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Jan 12, 2008 09:16 AM

Scratching All-Clad?

Unless you count cheap camping pots and pans, I've always cooked on non-stick. Yesterday, I brought home my first piece of All-Clad, a 3 quart stainless steel saucier. I cooked Spanish rice in it last night (because that's what was on the menu). I was shocked at the discoloration of the pan that happened, but it went away without fuss with some Barkeeper's Friend. But, there were also some scratches on the bottom of the pan. I only used a (Pampered Chef) nylon whisk to stir. The scratches to seem to match the stir pattern I would tend to use. The Spanish rice is boxed Old El Paso.

Am I doing something wrong?

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  1. I am wondering if it discolored( orange/blue) from the heat, are they stained from the spices, or are they merely scratched from the utensils? Unless the pan is Teflon lined, you can safely use a SS whisk or spatula in any All-Clad pan.

    The stainless will scratch with use, but it will never affect the durability of the pan. I have used a Kitchenaid hand mixer in my pans, and they have matching swirl marks but the pans durability isn't threatened.

    You can think of it as patina.

    4 Replies
    1. re: Kelli2006

      The bottom of the pan had a kind of circular rainbow of stain. It kinda looked like that rainbow you see on an oily parking lot after the rain. The staining on the side was more like a water stain. It ended at the level that the rice did. Both of these stains completely disappeared with Barkeeper's Friend. (Amazing stuff!)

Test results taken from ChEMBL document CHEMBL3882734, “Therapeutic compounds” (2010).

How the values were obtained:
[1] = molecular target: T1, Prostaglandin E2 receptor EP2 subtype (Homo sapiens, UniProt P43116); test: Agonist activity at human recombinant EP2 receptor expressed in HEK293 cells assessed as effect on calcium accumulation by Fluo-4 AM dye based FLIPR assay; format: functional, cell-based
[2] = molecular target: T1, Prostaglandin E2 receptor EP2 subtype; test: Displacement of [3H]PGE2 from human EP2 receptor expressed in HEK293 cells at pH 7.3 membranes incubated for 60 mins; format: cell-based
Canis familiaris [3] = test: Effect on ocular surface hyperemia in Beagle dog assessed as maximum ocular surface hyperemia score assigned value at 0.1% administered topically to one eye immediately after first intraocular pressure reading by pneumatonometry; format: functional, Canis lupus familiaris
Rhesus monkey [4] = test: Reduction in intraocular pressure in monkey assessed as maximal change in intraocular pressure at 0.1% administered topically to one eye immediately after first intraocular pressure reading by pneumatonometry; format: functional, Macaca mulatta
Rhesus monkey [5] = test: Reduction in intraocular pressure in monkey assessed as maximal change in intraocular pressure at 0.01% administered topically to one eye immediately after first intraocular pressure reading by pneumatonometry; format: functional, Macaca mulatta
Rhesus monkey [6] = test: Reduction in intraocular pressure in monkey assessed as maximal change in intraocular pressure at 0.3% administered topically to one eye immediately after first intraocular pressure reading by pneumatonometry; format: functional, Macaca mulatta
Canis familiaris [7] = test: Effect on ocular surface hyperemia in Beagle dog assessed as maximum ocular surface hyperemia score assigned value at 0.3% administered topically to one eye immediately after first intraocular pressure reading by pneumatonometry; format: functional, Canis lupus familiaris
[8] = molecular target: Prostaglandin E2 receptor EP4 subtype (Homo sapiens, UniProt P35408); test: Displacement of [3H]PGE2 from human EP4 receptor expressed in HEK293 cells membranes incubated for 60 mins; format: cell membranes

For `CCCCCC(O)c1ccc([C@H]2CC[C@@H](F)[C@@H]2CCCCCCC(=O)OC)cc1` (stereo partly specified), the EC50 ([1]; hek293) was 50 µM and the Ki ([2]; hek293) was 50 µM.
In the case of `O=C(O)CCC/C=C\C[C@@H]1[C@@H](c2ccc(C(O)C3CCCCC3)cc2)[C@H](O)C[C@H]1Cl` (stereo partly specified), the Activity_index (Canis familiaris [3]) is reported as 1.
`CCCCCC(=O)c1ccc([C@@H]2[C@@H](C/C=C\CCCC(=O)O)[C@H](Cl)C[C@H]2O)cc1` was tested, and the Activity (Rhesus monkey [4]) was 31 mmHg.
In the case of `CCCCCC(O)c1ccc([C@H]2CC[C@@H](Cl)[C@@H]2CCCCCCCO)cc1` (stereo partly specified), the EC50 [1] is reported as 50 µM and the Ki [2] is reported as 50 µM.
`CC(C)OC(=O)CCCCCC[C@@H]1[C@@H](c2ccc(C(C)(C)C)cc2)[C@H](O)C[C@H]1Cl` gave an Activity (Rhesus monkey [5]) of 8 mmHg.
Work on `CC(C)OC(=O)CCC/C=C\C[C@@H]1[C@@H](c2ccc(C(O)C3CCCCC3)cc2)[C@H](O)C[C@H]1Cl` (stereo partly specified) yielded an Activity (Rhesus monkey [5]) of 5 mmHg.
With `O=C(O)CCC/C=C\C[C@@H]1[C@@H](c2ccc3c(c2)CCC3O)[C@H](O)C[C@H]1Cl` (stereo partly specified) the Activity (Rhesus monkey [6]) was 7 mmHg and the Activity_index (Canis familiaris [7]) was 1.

I'm just surprised at the scratches. The nylon whisk scratched it? Is it possible that it happened as I was integrating the dry spices and they scratched the pan? Should I be more gentle until they're dissolved? I assumed I'd get scratches over time, but this pan has been used once for something seemingly soft and it's scratched already? At this rate, I'm going to wear through the steel! :P

      1. re: SailingChef

        Stainless isn't as hard as people think. All-Clad is 18/0 on the outside--no nickel, to make it magnetic, but 18/10 on the inside, which is the premium grade of steel. All-Clad told me the steel they use on the outside is also very expensive. All such pans would scratch like thatthat. Cookware won't look brand new after you use it. It does develop a patina the same way a stainless sink does. After a while the scratches will all meld together, and won't be noticeable. The rainbow effect is usually from too high heat. You don't need to go above medium for AC unless you want to boil water faster. Maybe high heat makes the metal softer, I don't know.

        You also should look out for salt as it will pit AC as well as most stainless. Add it to already boiling water, and watch it where the grains of salt will sit for a while in contact with the metal without dissolving, as it will pit.

        1. re: SailingChef

          I just checked out my two most used All-Clad SS pots. Both of these pots are sparkling clean because my SO is the cleaner in the family while I am the primary cook. Dish soap or barkeeper's friend are the only cleaning products used. He is much stronger than I am, and so when I clean the pots with the nylon scrub sponge, I don't always feel like I get the pots super-clean. When he does them, they are.